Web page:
One week ago, Senate Democrats couldn’t be bothered to grant more authority for the VA Secretary — which Eric Shinseki may not be for much longer — to fire people involved in the fraud and cover-up in the scandal engulfing the agency. Chuck Schumer opposed a bipartisan House bill and suggested that the VA should just handle the issue “administratively,” which is exactly what the bill empowered the VA to accomplish. Suddenly, though, Marco Rubio’s companion bill has attracted a lot more support in the upper chamber from Democrats, especially from those facing election in November:

Five Senate Democrats, including some of the chamber’s most vulnerable incumbents, have signed onto legislation sponsored by Sen. Marco Rubio (R-Fla.) giving the secretary of Veterans Affairs more power to fire underperforming officials.

Democrats have flocked to Rubio’s version of the bill that passed the House last week 390 to 33.

“This legislation would bring basic accountability to the VA and ensure the people responsible for the gross negligence and mistreatment of our nation’s heroes are punished,” Rubio said in a statement.

“I hope more Senate Democrats will join Republicans in sponsoring this measure and insist that Democratic leadership drop their obstruction to this common sense legislation,” he added.

Democratic Sens. Mary Landrieu (La.), Jeanne Shaheen (N.H.), Mark Pryor (Ark.) and Mark Warner (Va.), who are all running for re-election, signed onto Rubio’s bill Wednesday. Sen. Bill Nelson (D-Fla.) co-sponsored the measure last week.

It’s not terribly clear why Senate Democrats didn’t go for this in the first place. The Hill’s Alexander Bolton writes that their leadership wanted to leave the issue with Bernie Sanders, who heads up the Senate Veterans Affairs Committee. Sanders, though, has been in almost continuous denial about the scope and depth of the issue at the VA ever since whistleblowers first emerged to reveal the fraud and deception. He held a hearing on the subject, but otherwise has done little else. Meanwhile, all but 33 House members endorsed legislation to shake up the VA while Harry Reid, Schumer, and Sanders dither, and give Rubio an opportunity to look like a real leader.

The Washington Post editorial board took another swipe at the Obama administration on Monday, this time on the VA scandal. They argued that the leadership failure is not just a VA problem, but emblematic of the Obama administration — and then oddly included Congress, too:

AT THE Department of Veterans Affairs, the federal government’s largest employer (the Army ranks second), only 56.9 percent of employees believe they can disclose a suspected violation of law or regulation without fear of reprisal. Even fewer — 46.1 percent — feel “a high level of respect” for their senior leaders. Fewer still — 37 percent — are satisfied with the policies and practices of those leaders.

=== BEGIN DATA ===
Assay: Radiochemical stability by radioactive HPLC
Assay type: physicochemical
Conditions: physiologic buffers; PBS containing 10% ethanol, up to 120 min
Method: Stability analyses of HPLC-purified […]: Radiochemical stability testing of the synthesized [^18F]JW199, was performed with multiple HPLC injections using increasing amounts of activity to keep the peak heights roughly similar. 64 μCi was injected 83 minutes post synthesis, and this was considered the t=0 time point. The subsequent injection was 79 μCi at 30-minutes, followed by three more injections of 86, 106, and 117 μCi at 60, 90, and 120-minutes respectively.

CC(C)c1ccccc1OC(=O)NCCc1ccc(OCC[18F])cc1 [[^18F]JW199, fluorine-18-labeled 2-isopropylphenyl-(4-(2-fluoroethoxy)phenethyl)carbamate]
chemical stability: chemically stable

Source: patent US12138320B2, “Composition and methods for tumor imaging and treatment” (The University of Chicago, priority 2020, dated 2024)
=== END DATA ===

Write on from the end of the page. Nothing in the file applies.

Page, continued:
Quite an indictment, you may say, one that confirms congressional demands for the summary firing of Eric K. Shinseki, the Cabinet secretary in charge of the VA. But the numbers for the government as a whole are barely more encouraging than for Mr. Shinseki’s domain: 58.4 percent, 49 percent and 38.8 percent, respectively.

We don’t have a Shinseki problem, in other words. We have a President Obama problem. We have a Congress problem. We have a civil service system “in crisis,” as the Partnership for Public Service said in a recent report.

The contours of the VA scandal, involving alleged deception about the waiting time for treatment at veterans hospitals, are depressingly familiar. Disclosure is followed by politicians’ howls of outrage at perfidious civil servants, demands for firing and “accountability,” more investigations and more firings, until public attention wanes. The howls are particularly screeching this time, because everyone wants to be pro-veteran, and the proposed congressional solution — allowing any VA senior executive to be fired at will, with no due process and no protection for whistleblowers — is particularly appalling. But the trajectory was similar when it involved the Federal Emergency Management Agency and Hurricane Katrina or the Internal Revenue Service and the tea party or the Department of Health and Human Services and

They call this lack of ethics and confidence the “true VA scandal,” which is ludicrous in the face of the dozens of deaths caused by neglect. That’s the true scandal at the VA, and the fraud and deception that allowed it, and the lack of any executive competence and accountability that enabled all of the above. And those failures are executive-branch failures, not legislative failures.

In the specific case of the VA, Congress has increased the VA budget by 78% during Obama’s presidency, adding $235 billion in extra spending over six budget cycles. Congress does not run these agencies — they only fund and have limited oversight over them. Responsibility for their operation falls on the executive branch, as do their failures.

Michael Ramirez agrees that we have “a President Obama problem,”  and he comes a lot closer to the mark in identifying it than does the Post’s editorial board:


Also, be sure to check out Ramirez’ terrific collection of his works: Everyone Has the Right to My Opinion, which covers the entire breadth of Ramirez’ career, and it gives fascinating look at political history.  Read my review here, and watch my interviews with Ramirez here and here.  And don’t forget to check out the entire site, which has now incorporated all of the former IBD Editorials, while individual investors still exist.